Detectives have smashed a massive multimillion-euro diesel laundering plant in one of the biggest cross-border operations of its kind in Britain or Ireland.
The Irish Republic's Criminal Assets Bureau (CAB), backed by 300 officers as well as military personnel on both sides of the Irish border, launched a wave of raids under the cover of darkness on almost 20 premises.
What is believed to be the country's largest illegal fuel business based at Hackballscross in Co Louth, and linked to a well-known ex-IRA chief, was at the centre of the investigation.
"This is the centre of all the activity - the command and control centre if you like - and all the tentacles of the supply chain spread out from there," a senior Garda source said.
"This is about following a money trail and we are talking about serious money here.
"There are tens of millions slushing around the place."
Twenty-five bank accounts have been frozen while computers, iPads, mobile phones, business records and 20,000 euro (£17,342) in cash have been seized as part of the operation.
Code-named Operation Loft, and several months in the planning, the mission in the early hours of this morning uncovered a plant at land which straddles the Irish border and which has the capacity to launder 10 million litres of fuel every year.
Crime gangs exploit the border by buying green or red diesel - cut price fuel for agricultural use - on one side before cleaning the dyes from it so they can sell it on the other side through a number of rented retail garage outlets.
The racket is estimated to cost the public purse hundreds of millions every year.
The operation at Hackballscross is believed to be capable of doing the Irish exchequer alone out of 5.5 million euro (£4.8 million) a year.
More than 40,000 litres of what is believed to be laundered fuel was found at the scene along with more than 150 bags of a cleaning agent branded as Bleaching Earth.
In addition, 16 tanks each containing 1,000 litres of sludge - which is the waste product resulting from the laundering process - and a 40ft container were also recovered.
A string of other premises including seven homes, 10 businesses - mostly filling station forecourts - and two warehouses were searched across the counties of Monaghan, Dublin, Kildare, Waterford, Offaly, Roscommon, Westmeath, Meath and Tipperary.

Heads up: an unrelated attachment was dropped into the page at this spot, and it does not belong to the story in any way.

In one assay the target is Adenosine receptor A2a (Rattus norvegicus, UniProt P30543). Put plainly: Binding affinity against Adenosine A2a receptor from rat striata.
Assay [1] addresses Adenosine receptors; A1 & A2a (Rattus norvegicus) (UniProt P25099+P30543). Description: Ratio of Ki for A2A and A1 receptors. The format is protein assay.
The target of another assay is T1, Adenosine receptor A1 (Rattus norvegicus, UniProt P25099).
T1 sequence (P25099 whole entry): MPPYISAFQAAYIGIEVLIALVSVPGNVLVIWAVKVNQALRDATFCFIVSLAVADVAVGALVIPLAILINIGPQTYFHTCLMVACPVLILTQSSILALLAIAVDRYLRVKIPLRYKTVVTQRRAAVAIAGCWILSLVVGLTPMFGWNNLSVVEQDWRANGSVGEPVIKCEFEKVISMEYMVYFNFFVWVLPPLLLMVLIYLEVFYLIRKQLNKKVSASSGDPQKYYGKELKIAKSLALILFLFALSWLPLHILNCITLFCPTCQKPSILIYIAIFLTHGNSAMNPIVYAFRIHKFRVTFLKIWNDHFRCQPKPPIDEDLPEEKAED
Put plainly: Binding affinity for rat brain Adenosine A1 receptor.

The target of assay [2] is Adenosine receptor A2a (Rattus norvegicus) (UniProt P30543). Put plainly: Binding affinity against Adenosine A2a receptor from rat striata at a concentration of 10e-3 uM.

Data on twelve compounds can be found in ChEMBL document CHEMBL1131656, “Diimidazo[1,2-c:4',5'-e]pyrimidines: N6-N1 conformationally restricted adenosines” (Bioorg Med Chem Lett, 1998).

In Northern Ireland, three premises - both private and commercial - were searched by Customs officials backed up by PSNI technical support officers, while a helicopter was also tasked to the scene.
No arrests have been made but detectives said the operation was primarily about gathering evidence.
"This is about following the money and we will be doing that now," a senior source said.
While the mission was deemed a success, police believe they have not fully dismantled the country's largest illegal fuel trade network.
"We have disrupted it, we have hindered it but we don't believe we have fully closed it down," the source added.
"These are cunning, ruthless individuals who have been at this a long time.
"It is the biggest fuel laundering operation on these islands and the trade is endemic in that part of the country.
"But we are hitting them where it hurts - and that's the money."
Around 100 personnel from various agencies in Northern Ireland, including Her Majesty's Revenue and Customs (HMRC), along with more than 200 gardai and customs officers in the Irish Republic took part in the joint investigation.
Spearheaded by CAB - set up to target the assets of Ireland's organised crime gangs - it also involved Dublin's Special Detective Unit, the armed Emergency Response Unit, Garda Air Support Unit and the Air Corps.
A Garda spokesman said: "This illegal activity has knock-on effects on legitimate businesses as well as on unsuspecting customers who have very often experienced damage to the fuel system of their vehicles from the laundered diesel or poor return per litre of petrol."